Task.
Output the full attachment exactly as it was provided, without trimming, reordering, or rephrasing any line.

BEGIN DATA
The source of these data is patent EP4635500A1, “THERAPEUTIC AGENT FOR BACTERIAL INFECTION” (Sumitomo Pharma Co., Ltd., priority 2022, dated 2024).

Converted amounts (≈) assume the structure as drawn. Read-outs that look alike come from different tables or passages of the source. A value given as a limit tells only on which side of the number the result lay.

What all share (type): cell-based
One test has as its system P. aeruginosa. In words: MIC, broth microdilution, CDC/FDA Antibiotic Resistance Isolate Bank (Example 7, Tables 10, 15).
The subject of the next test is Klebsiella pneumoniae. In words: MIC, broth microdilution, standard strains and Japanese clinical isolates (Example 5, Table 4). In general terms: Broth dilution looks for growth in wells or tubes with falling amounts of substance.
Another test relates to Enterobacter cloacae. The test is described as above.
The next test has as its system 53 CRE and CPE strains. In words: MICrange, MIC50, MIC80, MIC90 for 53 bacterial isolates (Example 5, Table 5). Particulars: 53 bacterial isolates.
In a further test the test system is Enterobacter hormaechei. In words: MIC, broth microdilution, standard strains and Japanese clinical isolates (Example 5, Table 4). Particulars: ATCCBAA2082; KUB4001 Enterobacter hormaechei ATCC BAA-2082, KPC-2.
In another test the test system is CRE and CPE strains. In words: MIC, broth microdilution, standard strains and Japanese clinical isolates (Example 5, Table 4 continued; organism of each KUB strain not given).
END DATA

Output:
The source of these data is patent EP4635500A1, “THERAPEUTIC AGENT FOR BACTERIAL INFECTION” (Sumitomo Pharma Co., Ltd., priority 2022, dated 2024).

Converted amounts (≈) assume the structure as drawn. Read-outs that look alike come from different tables or passages of the source. A value given as a limit tells only on which side of the number the result lay.

What all share (type): cell-based
One test has as its system P. aeruginosa. In words: MIC, broth microdilution, CDC/FDA Antibiotic Resistance Isolate Bank (Example 7, Tables 10, 15).
The subject of the next test is Klebsiella pneumoniae. In words: MIC, broth microdilution, standard strains and Japanese clinical isolates (Example 5, Table 4). In general terms: Broth dilution looks for growth in wells or tubes with falling amounts of substance.
Another test relates to Enterobacter cloacae. The test is described as above.
The next test has as its system 53 CRE and CPE strains. In words: MICrange, MIC50, MIC80, MIC90 for 53 bacterial isolates (Example 5, Table 5). Particulars: 53 bacterial isolates.
In a further test the test system is Enterobacter hormaechei. In words: MIC, broth microdilution, standard strains and Japanese clinical isolates (Example 5, Table 4). Particulars: ATCCBAA2082; KUB4001 Enterobacter hormaechei ATCC BAA-2082, KPC-2.
In another test the test system is CRE and CPE strains. In words: MIC, broth microdilution, standard strains and Japanese clinical isolates (Example 5, Table 4 continued; organism of each KUB strain not given).